Anne Tynan has had a distinguished career in the field of equality and diversity. A UK government adviser for issues of building accessibility, she was instrumental in opening up regulated healthcare professions (medicine, dentistry, veterinary medicine) to disabled people. Anne has written and published extensively about equality and diversity issues, most recently contributing to the Advertising Week Social Club. She works independently and is always interested in considering new projects.
Last month saw the publication of "Humane, Resourced: A Book of Blogs". This crowd sourced book of blogs (edited by David Souza and with a foreword by Peter Cheese, CEO of CIPD: Chartered Institute of Personnel and Development) draws on the experience and expertise of over 50 international HR and business professionals. Anne's contribution focused on "Disabled HR Professionals = An Enabled Human Resources Profession". The Big I.D.E.A. asked Anne to scrutinise the other chapters for equality and diversity issues. This is her assessment.
As a contributor, it might seem inappropriate for me to review this book but it was inevitable that I would trawl through it looking for equality and diversity issues. I have therefore selected those chapters that appear to have some relevance. There is no analysis as such; the aim is simply to provide pointers for readers. Chapters are listed in the order they appear in the book, not in hierarchy of preference.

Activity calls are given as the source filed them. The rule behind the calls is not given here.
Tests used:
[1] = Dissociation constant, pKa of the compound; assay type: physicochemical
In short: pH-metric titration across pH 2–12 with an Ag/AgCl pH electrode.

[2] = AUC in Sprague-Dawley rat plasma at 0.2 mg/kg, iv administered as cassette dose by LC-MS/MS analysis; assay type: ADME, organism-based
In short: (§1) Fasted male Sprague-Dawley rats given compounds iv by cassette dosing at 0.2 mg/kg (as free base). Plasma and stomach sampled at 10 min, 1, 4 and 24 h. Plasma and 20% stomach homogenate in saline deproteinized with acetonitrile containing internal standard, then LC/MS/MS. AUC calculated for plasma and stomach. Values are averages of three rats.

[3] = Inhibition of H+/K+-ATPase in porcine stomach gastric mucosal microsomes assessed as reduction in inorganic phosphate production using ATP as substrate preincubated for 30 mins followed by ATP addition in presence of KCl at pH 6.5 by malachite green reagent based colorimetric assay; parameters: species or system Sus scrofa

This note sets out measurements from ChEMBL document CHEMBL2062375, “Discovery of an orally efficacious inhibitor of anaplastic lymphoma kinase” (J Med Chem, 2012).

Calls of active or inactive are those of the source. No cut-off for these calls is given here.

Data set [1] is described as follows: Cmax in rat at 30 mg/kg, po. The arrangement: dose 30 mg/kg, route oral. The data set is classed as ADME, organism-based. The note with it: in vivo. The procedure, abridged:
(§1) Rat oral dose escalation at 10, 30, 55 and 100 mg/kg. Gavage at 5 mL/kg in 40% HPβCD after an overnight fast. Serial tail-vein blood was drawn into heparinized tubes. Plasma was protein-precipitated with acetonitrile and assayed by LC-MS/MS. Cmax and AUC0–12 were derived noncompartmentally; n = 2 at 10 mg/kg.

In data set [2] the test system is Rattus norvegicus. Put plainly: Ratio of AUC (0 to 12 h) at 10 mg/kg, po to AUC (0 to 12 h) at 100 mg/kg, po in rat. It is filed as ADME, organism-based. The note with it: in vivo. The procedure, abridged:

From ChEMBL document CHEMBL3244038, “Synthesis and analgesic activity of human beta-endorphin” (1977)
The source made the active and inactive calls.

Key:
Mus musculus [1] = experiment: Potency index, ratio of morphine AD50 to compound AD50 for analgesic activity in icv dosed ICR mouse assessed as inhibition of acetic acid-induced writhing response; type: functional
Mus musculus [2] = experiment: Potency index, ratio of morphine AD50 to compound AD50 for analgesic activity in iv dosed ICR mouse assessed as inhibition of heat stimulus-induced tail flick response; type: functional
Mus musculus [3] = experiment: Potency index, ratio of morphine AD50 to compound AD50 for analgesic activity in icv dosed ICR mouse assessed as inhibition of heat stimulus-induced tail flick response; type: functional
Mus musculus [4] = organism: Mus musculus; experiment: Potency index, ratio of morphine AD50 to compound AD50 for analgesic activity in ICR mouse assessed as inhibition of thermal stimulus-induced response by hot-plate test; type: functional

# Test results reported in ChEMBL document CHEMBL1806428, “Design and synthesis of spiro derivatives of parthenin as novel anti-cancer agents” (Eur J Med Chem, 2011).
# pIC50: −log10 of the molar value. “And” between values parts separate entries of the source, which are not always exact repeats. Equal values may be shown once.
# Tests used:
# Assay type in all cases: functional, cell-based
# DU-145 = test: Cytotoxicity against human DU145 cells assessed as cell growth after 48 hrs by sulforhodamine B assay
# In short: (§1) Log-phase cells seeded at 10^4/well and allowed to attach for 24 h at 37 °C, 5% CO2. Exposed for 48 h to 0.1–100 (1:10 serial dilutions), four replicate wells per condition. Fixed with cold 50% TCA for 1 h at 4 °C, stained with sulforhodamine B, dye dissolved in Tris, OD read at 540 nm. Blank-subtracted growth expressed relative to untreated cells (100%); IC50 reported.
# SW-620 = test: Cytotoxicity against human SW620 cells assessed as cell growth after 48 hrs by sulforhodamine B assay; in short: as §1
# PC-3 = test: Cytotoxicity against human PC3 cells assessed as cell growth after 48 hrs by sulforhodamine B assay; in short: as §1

Top Chapters for Equality and Diversity:
1. What is hope? - by Sukh Pabial @sukhpabial
Sukh focuses primarily on hope and his YouTube link to Martin Luther King's "I Have a Dream" speech inevitably brings to mind the issue of racial equality. It is just over 50 years since that speech and therefore a neat and timely reference.
2. Human Resources challenges on the U.S.S Enterprise by Lembit: @Lembitopik
Lembit cites diversity training as the first fairly substantial human resources challenge, advising us that â€œtolerance and understanding are the order for the day. Even if he does not go into this any further, it is always good to see diversity put in first place.
3. No need to act like a man. Women in leadership by Vera Woodhead @verawoodhead
This solid chapter lives up to its title. Vera provides good references to back up her discussion but at the same time does not overload the reader with them.
4. A Sense Of Proportion - by Simon Heath @SimonHeath1
The incomparable Simon Heath also designed the fabulous book cover and compiled the Glossary of workplace terms at the end of the book (the glossary does not include any equality or diversity terms but is a real pleasure to dip into).
Simon makes his argument with the bare minimum of recourse to data, statistics and the numbers. That stuff is incredibly useful but is open to interpretation to suit the argument you wish to make. Fair enough.
"Religion. Poverty. Food. Migration." Just some of the headings he uses. If you are a regular reader of Simon's blogs, you will know that he is not one for froth. He digs deep down into subjects and connects issues in the most sophisticated way. Superficial he is not. This is a momentous chapter so approach it with respect: you will not grasp the depths if you read it with your favourite TV programme on in the background.
5. The Simple Key to High Performance Organisations by Inji Duducu @injiduducu